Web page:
Beauty is one of YouTube’s largest verticals — right up there with music, food, and gaming. What sets beauty apart, though, is that the success of a “beauty channel” is largely dependent on the face of the “beauty guru” behind it. To be sure, for the young female audience these channels attract, there's much more than just giving good face — tips, tricks and ideas are also important — but having coveted symmetrical features certainly doesn't deter viewers from subscribing.
But for some of these beauty gurus, lipstick and eyeshadow isn't enough: They've gone under the knife (or turned to the needle) in their quest for self-improvement. And just as they do with a new manicure or brow shape, they share cosmetic procedure information with viewers. A sampling:
Nic Haste is one-half of the popular makeup artist channel "Pixiwoo." In 2013, she made a video (objectively in haste) for her 1.8 million fans about deciding to get lip fillers on the fly. "I kind of really didn't think about it," she laughs as she describes the bruising masked by her vibrant red lipstick and the pain she is feeling just one day after the procedure.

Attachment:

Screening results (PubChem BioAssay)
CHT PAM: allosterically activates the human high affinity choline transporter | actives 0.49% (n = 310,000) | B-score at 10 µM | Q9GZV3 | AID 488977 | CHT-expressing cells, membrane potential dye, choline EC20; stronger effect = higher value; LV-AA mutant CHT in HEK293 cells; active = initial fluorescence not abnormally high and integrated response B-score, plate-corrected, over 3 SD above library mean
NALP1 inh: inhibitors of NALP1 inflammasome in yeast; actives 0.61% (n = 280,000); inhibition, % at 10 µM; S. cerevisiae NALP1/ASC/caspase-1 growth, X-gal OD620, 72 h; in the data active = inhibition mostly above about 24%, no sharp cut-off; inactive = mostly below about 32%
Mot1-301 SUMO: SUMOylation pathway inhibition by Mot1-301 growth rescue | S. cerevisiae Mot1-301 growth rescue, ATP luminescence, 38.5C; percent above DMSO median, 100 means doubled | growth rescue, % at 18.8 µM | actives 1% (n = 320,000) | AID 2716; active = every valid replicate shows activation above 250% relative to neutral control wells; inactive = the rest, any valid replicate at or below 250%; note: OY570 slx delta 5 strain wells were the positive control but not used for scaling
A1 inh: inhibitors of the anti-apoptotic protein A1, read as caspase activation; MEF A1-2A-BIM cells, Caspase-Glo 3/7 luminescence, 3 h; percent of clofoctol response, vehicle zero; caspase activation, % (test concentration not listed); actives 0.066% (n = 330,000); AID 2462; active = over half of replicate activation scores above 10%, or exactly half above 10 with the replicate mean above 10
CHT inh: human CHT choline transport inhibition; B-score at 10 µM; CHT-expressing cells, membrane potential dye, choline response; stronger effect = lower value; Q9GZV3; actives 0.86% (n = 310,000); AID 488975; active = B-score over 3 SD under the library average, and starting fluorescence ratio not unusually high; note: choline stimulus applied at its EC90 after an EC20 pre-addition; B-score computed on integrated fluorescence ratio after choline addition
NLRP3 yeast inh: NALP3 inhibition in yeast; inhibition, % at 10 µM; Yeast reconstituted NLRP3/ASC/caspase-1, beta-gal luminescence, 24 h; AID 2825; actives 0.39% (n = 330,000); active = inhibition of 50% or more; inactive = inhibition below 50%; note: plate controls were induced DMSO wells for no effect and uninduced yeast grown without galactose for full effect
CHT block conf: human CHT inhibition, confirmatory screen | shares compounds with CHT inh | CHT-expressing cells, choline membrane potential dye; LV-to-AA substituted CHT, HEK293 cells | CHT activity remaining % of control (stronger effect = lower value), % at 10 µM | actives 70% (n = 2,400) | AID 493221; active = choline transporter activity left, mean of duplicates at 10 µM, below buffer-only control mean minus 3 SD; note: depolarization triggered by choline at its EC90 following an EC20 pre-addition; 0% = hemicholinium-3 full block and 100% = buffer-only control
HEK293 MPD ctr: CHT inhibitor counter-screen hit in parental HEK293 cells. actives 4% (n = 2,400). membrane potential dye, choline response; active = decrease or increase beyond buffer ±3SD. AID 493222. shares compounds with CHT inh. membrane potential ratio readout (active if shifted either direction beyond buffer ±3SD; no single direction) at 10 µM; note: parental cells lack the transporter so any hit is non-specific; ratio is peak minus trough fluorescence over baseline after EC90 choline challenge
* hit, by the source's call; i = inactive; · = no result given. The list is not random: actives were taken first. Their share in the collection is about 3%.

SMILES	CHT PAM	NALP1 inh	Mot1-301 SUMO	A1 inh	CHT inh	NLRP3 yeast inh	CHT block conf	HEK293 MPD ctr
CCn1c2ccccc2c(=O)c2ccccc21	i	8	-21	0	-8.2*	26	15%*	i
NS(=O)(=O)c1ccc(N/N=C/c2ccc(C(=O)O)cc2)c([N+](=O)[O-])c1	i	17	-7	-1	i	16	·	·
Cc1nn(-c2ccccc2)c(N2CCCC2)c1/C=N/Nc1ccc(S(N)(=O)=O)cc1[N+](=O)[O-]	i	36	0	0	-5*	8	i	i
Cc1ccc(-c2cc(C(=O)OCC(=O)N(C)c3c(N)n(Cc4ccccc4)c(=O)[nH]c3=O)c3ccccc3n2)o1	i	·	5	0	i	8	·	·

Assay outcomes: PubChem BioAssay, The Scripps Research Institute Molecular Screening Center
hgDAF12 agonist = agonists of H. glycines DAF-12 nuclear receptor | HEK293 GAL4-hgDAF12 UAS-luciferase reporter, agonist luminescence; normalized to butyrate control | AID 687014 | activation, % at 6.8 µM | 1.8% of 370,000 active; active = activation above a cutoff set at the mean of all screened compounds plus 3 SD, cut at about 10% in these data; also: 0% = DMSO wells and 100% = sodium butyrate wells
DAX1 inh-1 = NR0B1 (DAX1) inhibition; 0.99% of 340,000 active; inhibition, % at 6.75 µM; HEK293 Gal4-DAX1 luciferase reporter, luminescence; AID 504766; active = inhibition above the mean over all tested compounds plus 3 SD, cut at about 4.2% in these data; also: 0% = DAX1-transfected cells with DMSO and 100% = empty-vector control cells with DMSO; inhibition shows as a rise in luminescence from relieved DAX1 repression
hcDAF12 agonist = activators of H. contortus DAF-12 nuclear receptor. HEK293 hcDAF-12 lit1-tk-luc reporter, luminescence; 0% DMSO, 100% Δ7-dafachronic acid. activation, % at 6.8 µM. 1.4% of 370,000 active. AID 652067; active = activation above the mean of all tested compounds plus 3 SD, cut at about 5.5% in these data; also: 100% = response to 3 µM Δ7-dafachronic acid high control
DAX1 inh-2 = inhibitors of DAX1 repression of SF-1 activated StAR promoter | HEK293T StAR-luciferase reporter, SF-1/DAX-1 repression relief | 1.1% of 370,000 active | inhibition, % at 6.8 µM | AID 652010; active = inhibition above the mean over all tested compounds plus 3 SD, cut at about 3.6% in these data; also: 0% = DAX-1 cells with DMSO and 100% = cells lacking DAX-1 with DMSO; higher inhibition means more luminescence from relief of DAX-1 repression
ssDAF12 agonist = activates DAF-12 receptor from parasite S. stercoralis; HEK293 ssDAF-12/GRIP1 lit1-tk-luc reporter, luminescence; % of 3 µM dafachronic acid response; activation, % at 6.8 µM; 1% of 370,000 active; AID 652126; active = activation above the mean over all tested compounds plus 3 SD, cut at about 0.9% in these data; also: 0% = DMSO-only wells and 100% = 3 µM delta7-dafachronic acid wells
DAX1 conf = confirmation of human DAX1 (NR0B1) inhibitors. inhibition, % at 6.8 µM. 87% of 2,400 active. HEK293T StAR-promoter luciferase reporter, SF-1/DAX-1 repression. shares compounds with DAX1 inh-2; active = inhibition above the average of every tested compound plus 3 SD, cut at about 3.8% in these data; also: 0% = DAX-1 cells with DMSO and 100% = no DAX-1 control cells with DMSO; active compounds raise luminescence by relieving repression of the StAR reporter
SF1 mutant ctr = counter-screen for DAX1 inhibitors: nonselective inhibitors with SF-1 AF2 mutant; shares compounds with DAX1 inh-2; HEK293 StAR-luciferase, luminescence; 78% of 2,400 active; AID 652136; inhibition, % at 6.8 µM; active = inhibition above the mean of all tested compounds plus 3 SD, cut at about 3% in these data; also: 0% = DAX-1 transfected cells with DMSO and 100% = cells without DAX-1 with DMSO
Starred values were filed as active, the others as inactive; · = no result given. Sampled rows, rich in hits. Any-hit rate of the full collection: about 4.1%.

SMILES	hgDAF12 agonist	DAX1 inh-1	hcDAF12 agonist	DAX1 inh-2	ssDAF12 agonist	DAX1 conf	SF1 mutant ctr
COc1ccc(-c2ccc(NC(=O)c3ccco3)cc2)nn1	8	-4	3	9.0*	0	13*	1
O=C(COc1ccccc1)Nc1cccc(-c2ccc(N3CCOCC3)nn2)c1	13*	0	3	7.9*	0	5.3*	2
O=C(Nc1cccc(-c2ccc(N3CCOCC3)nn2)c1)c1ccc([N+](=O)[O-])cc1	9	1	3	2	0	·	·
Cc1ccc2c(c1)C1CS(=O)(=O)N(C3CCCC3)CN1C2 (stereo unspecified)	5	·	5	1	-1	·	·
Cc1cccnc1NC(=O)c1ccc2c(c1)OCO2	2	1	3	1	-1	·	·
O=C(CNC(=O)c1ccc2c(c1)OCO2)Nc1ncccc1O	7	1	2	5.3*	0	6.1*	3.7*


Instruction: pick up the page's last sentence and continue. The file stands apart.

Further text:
The video feels awkward to watch and dismissive in many ways, mainly because as a non-invasive surgery with a short recovery period, it is easy to wave off the procedure of getting a substance injected into your face as NBD. The attention to detail she normally exhibits in makeup tutorials is nowhere to be found in the above video. The title, "I had my lips made bigger (don't tell mum)" reduces her major decision to physically alter her body to something like getting a nose ring or dying her hair. Is the distinction obvious to pre-teens in her audience?
Cutie Pie Marzia's channel features animation, cooking, style hauls, and makeup tutorials. She's amassed a mammoth audience of over 5 million thanks to the diversity of her content and her public relationship with the creator behind YouTube's largest vlog channel, Pewdiepie. However, in this video, she opens up about her rhinoplasty as a way to correct a deviated septum. She claims the problem got "worse and worse" every year, making breathing nearly impossible.